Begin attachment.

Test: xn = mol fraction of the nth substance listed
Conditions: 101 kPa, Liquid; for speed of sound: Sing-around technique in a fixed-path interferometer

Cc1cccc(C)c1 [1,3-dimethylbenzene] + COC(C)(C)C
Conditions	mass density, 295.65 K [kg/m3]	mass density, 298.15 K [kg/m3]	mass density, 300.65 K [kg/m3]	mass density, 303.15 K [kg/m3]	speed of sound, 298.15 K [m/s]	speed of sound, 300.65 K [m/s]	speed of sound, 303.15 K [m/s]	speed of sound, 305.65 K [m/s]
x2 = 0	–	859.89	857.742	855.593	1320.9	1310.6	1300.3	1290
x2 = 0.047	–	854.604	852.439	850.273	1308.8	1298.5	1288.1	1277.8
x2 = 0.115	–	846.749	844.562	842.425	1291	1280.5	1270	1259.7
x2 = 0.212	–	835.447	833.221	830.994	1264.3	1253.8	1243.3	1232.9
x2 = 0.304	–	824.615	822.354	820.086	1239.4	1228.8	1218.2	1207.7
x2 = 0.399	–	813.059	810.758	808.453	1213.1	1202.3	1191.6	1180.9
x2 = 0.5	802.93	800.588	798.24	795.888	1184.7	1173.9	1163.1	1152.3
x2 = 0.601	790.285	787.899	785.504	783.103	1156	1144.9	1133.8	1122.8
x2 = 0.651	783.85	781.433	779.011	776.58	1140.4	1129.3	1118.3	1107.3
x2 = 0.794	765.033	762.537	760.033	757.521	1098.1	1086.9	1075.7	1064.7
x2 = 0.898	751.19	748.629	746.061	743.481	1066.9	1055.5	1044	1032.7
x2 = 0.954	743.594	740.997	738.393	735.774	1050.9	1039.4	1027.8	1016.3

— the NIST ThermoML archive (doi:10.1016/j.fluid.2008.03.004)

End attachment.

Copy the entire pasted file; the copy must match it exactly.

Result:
Test: xn = mol fraction of the nth substance listed
Conditions: 101 kPa, Liquid; for speed of sound: Sing-around technique in a fixed-path interferometer

Cc1cccc(C)c1 [1,3-dimethylbenzene] + COC(C)(C)C
Conditions	mass density, 295.65 K [kg/m3]	mass density, 298.15 K [kg/m3]	mass density, 300.65 K [kg/m3]	mass density, 303.15 K [kg/m3]	speed of sound, 298.15 K [m/s]	speed of sound, 300.65 K [m/s]	speed of sound, 303.15 K [m/s]	speed of sound, 305.65 K [m/s]
x2 = 0	–	859.89	857.742	855.593	1320.9	1310.6	1300.3	1290
x2 = 0.047	–	854.604	852.439	850.273	1308.8	1298.5	1288.1	1277.8
x2 = 0.115	–	846.749	844.562	842.425	1291	1280.5	1270	1259.7
x2 = 0.212	–	835.447	833.221	830.994	1264.3	1253.8	1243.3	1232.9
x2 = 0.304	–	824.615	822.354	820.086	1239.4	1228.8	1218.2	1207.7
x2 = 0.399	–	813.059	810.758	808.453	1213.1	1202.3	1191.6	1180.9
x2 = 0.5	802.93	800.588	798.24	795.888	1184.7	1173.9	1163.1	1152.3
x2 = 0.601	790.285	787.899	785.504	783.103	1156	1144.9	1133.8	1122.8
x2 = 0.651	783.85	781.433	779.011	776.58	1140.4	1129.3	1118.3	1107.3
x2 = 0.794	765.033	762.537	760.033	757.521	1098.1	1086.9	1075.7	1064.7
x2 = 0.898	751.19	748.629	746.061	743.481	1066.9	1055.5	1044	1032.7
x2 = 0.954	743.594	740.997	738.393	735.774	1050.9	1039.4	1027.8	1016.3

— the NIST ThermoML archive (doi:10.1016/j.fluid.2008.03.004)